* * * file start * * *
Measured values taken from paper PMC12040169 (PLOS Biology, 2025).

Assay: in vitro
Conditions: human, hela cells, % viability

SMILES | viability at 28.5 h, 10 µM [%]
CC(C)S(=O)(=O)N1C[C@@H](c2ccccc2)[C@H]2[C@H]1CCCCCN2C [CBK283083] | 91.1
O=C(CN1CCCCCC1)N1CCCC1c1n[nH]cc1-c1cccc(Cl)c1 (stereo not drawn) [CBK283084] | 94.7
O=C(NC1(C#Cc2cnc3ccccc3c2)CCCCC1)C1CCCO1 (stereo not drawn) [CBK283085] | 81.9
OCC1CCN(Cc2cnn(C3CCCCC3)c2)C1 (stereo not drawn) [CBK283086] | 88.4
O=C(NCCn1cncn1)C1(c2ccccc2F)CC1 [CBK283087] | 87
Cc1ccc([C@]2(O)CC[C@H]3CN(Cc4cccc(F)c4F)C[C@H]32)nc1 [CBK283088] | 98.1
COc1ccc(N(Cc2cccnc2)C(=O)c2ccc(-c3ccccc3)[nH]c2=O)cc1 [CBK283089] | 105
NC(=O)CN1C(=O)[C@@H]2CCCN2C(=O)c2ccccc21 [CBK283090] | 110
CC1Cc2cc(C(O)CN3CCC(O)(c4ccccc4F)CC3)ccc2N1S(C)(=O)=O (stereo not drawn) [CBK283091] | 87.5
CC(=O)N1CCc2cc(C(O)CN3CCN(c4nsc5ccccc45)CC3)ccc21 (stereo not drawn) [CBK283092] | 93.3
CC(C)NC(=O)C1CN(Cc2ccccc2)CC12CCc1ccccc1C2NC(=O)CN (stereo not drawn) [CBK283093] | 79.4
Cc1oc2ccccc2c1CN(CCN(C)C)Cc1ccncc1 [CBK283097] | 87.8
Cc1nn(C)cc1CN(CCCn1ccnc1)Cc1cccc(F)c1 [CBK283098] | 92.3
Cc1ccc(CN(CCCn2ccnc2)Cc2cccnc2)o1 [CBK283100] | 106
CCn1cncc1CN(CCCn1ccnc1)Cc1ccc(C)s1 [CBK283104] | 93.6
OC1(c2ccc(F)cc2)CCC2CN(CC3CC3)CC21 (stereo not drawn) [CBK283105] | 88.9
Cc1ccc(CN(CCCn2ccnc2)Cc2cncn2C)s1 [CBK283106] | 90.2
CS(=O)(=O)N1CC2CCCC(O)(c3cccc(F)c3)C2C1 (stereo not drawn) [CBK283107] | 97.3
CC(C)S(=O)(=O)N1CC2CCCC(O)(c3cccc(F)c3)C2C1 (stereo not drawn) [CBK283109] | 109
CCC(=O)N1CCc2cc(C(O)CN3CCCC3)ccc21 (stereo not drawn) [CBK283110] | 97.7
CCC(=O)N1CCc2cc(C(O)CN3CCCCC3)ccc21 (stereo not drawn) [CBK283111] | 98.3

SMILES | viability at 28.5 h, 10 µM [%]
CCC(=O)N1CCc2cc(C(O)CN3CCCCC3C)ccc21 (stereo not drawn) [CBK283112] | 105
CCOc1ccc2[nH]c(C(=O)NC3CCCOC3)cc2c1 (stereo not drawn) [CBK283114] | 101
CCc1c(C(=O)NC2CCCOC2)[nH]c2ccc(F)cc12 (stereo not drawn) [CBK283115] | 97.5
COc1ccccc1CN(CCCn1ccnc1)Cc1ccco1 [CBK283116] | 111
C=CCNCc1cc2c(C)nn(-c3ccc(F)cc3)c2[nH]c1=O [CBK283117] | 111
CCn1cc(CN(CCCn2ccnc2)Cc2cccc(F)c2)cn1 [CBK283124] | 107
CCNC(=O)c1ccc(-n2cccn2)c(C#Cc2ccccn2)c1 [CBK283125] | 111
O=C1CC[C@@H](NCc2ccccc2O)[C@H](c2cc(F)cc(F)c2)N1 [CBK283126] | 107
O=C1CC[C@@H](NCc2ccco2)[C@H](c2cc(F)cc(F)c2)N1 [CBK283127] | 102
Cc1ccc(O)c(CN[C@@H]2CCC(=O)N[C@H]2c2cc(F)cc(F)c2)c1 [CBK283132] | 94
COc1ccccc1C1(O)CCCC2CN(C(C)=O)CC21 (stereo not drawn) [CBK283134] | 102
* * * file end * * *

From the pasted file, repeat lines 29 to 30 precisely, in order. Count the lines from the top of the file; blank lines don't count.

CCc1c(C(=O)NC2CCCOC2)[nH]c2ccc(F)cc12 (stereo not drawn) [CBK283115] | 97.5
COc1ccccc1CN(CCCn1ccnc1)Cc1ccco1 [CBK283116] | 111